Kabul diplomatic siege ends after 20 hours

A marathon siege in Kabul's diplomatic enclave ended for nearly 20 hours, with insurgents showering rockets on Western embassies in a dramatic show of insurgent strength.

Kabul diplomatic siege ends after 20 hours

A marathon siege in Kabul's diplomatic enclave ended on Tuesday with the death of the last two of a group of insurgents who had held off Western and Afghan security forces for nearly 20 hours, showering rockets on Western embassies in a dramatic show of insurgent strength.

U.S. Ambassador Ryan Crocker said around six or seven rockets had hit inside the embassy perimeter during the early hours of the attack, launched early on Tuesday afternoon.

"They were firing from at least 800 meters away and with an RPG (rocket-propelled grenade) that's harassment. That's not an attack," he said in an interview transcript handed out to journalists in Kabul.

The insurgents had holed up in a multi-storey building still under construction and launched their attack early on Tuesday afternoon, firing rockets towards the U.S. and other embassies and the headquarters of NATO-led foreign forces.

Three suicide bombers also targeted police buildings in other parts of the city, but the embassy district assault was the most spectacular.

At least 11 civilians were killed, three of them children, NATO-led foreign forces said. The Ministry of the Interior said four policemen died, and that toll was likely to rise.

Floor-by-floor fighting

Afghan security forces backed by NATO and Afghan attack helicopters fought floor-by-floor in the 13-storey building, which the six insurgents appeared to have booby trapped.

They had arrived in a car packed with explosives, and entered the high-rise after shooting a security guard.

The insurgents then hid from helicopters and government and foreign troops in lift shafts and a maze of small rooms.

The group were armed with rocket-propelled grenade launchers, AK-47 assault rifles and suicide bomb vests, a Taliban spokesman said, but the time they held out prompted speculation they had hidden weapons in the building.

Explosions were interspersed with gunfire all afternoon on Tuesday and continued past dawn on Wednesday. Residents of nearby apartments stayed indoors and tried to comfort panicked children, as helicopters flew low overhead.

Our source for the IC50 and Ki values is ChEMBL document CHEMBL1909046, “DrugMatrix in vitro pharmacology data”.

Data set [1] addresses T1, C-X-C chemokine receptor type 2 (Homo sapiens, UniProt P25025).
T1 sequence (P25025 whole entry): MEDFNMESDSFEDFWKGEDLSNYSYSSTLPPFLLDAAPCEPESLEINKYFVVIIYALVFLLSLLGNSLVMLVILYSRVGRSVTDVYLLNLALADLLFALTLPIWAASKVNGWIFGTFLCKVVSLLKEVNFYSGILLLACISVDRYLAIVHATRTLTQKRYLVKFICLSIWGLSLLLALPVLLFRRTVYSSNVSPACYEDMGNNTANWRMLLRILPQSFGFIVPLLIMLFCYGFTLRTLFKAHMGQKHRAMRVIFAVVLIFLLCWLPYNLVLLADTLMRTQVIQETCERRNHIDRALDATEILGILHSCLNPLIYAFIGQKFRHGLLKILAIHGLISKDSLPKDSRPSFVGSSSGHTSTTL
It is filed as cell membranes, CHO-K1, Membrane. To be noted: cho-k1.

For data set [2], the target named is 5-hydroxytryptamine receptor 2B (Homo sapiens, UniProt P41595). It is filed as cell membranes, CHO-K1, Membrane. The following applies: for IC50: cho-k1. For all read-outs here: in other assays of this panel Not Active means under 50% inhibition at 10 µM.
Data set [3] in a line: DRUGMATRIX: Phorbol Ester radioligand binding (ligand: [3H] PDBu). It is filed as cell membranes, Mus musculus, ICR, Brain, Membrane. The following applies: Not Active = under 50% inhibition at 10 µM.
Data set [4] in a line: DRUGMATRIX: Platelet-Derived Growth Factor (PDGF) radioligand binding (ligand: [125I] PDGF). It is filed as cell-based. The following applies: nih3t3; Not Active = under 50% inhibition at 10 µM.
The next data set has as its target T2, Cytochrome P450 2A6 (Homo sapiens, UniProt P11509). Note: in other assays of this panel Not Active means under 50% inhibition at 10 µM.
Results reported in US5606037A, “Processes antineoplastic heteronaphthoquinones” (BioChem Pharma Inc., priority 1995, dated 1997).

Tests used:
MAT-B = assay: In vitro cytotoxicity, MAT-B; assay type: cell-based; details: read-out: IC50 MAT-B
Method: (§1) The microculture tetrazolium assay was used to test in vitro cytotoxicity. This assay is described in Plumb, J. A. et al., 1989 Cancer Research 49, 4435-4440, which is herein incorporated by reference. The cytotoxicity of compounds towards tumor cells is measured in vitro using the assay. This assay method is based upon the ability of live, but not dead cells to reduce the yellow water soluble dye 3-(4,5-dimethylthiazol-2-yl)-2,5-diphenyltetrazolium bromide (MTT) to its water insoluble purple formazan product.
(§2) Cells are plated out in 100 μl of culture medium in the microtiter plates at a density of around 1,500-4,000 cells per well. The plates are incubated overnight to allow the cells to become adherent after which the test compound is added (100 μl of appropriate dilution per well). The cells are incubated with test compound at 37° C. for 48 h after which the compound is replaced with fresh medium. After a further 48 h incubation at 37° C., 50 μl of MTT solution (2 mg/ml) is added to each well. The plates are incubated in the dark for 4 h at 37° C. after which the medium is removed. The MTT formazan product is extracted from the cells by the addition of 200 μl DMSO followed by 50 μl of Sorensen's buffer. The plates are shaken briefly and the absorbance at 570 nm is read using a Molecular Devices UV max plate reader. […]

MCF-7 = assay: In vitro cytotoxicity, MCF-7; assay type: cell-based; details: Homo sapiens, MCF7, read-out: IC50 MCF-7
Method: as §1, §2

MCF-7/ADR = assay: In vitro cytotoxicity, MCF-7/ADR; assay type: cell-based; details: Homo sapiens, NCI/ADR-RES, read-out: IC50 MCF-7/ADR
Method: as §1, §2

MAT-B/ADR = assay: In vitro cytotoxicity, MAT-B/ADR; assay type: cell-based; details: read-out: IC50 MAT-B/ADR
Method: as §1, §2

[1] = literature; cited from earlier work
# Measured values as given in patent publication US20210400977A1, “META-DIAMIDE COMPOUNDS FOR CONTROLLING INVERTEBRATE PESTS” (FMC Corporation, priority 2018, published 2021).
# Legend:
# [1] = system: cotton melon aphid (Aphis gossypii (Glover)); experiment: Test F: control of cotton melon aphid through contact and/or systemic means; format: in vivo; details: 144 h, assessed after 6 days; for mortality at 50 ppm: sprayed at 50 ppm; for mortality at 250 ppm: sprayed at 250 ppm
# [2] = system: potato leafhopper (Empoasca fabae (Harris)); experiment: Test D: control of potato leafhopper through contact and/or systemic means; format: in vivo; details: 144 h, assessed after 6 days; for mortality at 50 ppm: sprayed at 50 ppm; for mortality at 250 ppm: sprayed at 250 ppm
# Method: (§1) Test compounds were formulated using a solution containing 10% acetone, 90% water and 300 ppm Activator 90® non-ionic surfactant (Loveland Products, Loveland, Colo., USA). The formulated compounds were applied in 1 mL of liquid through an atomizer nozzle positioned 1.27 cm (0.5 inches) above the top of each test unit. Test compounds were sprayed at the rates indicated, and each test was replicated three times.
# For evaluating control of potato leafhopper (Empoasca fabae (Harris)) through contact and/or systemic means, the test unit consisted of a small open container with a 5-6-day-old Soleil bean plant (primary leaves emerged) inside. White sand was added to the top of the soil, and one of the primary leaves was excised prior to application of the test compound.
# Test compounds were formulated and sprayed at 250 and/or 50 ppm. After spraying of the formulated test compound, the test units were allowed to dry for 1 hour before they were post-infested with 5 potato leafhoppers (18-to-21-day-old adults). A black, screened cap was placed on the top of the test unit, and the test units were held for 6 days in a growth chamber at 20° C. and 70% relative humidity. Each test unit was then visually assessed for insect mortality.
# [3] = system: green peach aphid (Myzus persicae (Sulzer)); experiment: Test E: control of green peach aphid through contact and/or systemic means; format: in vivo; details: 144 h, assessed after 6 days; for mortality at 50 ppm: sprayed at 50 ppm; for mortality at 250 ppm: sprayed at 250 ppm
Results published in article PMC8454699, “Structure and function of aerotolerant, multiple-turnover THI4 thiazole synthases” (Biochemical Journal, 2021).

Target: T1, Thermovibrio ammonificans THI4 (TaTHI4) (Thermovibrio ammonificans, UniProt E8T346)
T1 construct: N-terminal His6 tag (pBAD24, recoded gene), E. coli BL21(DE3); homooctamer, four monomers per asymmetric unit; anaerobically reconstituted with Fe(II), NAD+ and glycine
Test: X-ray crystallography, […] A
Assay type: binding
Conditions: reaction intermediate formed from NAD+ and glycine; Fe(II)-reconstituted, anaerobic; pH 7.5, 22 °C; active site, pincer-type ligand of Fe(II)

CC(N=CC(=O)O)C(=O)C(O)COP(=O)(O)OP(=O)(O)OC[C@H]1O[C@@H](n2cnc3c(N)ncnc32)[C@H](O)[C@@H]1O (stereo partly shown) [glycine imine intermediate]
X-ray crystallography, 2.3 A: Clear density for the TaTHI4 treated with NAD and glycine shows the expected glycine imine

"It would go silent for 30 to 35 minutes and then there were explosions and the sound of heavy machine guns," one Reuters witness said of a sleepless night. There may be unexploded artillery in parts of the city, NATO warned.

Embassies and restaurants frequented by foreigners were on lock-down all evening. The U.S. and British embassies and the NATO-led coalition said all their employees were safe.

Blame

Ambassador Crocker said he believed the Haqqani network was behind the attack, and also blamed them for a truck bomb that injured 77 U.S. troops on Sept. 10.

Named after its leader, Jalaluddin Haqqani, it is one of three, and perhaps the most strongest of the Taliban-allied insurgent factions fighting U.S.-led NATO in Afghanistan.

They are thought to have introduced suicide bombing to Afghanistan, and are believed to have been behind many high-profile attacks in Kabul, including an assassination attempt on President Karzai and assaults on two top hotels.

Ministry of the Interior spokesman Sediq Sediqqi said that although it was too early to say the attack was the work of the Haqqani network, "it is similar to attacks carried by Haqqani".

A U.S. Senate panel has approved a $1.6 billion cut in projected U.S. funding for Afghan security forces, part of a significant reduction in outlays for training and equipping Afghan army and police expected in the coming years.

Reuters

 

Last Mod: 14 Eylül 2011, 13:55
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